Realist, not conformist analysis of the latest financial, business and political news

We’ve Got The Solution To University Job Losses Right Here

Fortunately this is a really easy problem to solve:

The new analysis suggests that over 230,000 fewer students will enter higher education in 2020 as a result of the crisis, over half of which are international students. That fall in student numbers would translate into a drop in income of around £1.51bn from non-EU students, £350 million from EU students and £612 million from UK students opting to stay away.

The report lays bare how vulnerable some of our most renowned universities are to falls in international demand, but also how widespread the financial pain might be. All 125 universities in the report would suffer substantial falls in income, leaving 91 (almost three-quarters) in a critical financial position where income only just covers expenditure.

Without a package of financial support from the government, the report’s authors estimate that over 60,000 jobs will be lost, both in universities themselves and in the local economies that surround them. Many of those jobs would be in places where the local university is amongst the biggest employers.

Well, times are hard, luxuries do have to be sliced back a bit. And yes, tertiary education is a luxury in the sense of it being a luxury good. It’s something we spend greater portions of our income upon as our incomes rise. Those incomes have just taken a massive hit. Therefore the amount spent upon tertiary education should fall by more than the percentage hit to incomes. That’s what it being a luxury good means.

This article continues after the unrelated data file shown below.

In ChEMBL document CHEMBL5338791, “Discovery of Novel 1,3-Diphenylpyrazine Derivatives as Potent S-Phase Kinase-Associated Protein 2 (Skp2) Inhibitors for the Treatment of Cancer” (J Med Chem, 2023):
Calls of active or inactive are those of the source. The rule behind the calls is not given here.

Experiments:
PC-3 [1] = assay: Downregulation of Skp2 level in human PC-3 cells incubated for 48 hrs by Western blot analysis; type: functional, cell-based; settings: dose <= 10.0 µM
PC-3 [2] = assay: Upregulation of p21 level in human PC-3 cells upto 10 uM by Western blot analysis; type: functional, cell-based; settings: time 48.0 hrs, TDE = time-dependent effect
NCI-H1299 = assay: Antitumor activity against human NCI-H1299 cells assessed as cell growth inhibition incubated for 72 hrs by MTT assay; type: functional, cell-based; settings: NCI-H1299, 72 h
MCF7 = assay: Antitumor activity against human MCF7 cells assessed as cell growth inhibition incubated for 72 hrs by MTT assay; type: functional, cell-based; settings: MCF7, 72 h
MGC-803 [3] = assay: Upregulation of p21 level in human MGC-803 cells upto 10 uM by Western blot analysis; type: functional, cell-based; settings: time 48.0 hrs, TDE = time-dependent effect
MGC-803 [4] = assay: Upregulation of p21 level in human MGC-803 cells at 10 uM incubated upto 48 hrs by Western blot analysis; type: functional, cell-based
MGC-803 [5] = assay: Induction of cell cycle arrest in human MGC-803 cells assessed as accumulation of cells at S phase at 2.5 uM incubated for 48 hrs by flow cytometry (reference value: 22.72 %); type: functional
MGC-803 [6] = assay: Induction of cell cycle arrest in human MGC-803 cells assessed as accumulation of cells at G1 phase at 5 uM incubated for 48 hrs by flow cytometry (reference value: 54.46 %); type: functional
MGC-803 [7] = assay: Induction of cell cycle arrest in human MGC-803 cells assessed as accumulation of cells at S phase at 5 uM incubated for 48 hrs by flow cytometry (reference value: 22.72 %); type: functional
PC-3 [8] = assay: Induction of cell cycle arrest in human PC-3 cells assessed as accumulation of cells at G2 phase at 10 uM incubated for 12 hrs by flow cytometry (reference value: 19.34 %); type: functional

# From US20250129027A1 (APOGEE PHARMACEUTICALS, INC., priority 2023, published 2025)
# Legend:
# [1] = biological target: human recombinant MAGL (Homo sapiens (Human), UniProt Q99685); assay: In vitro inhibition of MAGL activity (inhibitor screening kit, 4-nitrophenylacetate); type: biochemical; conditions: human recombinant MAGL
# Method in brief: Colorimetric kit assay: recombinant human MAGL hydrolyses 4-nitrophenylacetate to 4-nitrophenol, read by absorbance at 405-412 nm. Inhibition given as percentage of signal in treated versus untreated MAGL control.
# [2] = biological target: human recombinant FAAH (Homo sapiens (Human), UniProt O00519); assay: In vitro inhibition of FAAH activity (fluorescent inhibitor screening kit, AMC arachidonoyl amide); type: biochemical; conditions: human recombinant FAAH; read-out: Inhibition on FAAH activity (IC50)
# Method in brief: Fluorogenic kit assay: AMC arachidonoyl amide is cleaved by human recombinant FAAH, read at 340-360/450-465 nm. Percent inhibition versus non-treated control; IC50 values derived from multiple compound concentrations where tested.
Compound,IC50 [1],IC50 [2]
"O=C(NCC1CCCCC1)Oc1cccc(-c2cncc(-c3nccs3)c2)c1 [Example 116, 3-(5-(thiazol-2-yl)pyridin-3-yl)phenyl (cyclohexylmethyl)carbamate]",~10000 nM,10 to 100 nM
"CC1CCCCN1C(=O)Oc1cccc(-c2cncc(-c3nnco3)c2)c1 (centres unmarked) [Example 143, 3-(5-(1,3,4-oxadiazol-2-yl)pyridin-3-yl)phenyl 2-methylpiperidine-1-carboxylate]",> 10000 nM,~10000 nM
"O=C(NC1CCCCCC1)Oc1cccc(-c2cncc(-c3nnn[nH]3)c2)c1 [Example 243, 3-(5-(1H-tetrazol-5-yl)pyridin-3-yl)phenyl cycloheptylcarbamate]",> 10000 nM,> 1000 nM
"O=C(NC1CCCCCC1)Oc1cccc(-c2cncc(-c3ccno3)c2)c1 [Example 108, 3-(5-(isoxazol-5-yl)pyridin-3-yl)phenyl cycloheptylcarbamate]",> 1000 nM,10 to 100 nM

One solution is simply to close the grievance studies departments. That at least has the merit of being both useful and fun. It would also take time which we’ve probably not got. Still, the solution is there, it’s even laid out for us:

It is not widely known that our global reputation is powered by an army of university staff who do not have proper job security. Around 70% of researchers in universities are employed on fixed-term contracts, while more than 100,000 university teaching staff are on temporary contracts of one kind or another.

How cool, eh? Don’t issue new contracts and we get that shrinkage of the workforce without redundancy or compo. Problem solved.

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Leo Savantt
Leo Savantt
4 years ago

Close the grievance studies departments, not only for reasons of economics, but for the sake of reason itself.

Bloke in Germany
Bloke in Germany
4 years ago

Most of those fixed-term contracts are tied to specific grants. If you don’t have an employee in post, the grant funding doesn’t get paid to the university.

So, as much as you would (apparently) love to fire 60,000 trainee scientists working on sub-Dickensian contracts that would be illegal anywhere outside of a university, that isn’t going to happen.

4 years ago

I don’t think Tim wants to sack scientists (albeit I wonder why any competent scientist is working on a sub-Dickensian contract longer than it takes to qualify for a properly paid job in industry or academia). What I, at least, would like to shed are those teaching courses that only qualify graduates for a life on the dole or a deliveroo bike (burger-flipping requires separate training).

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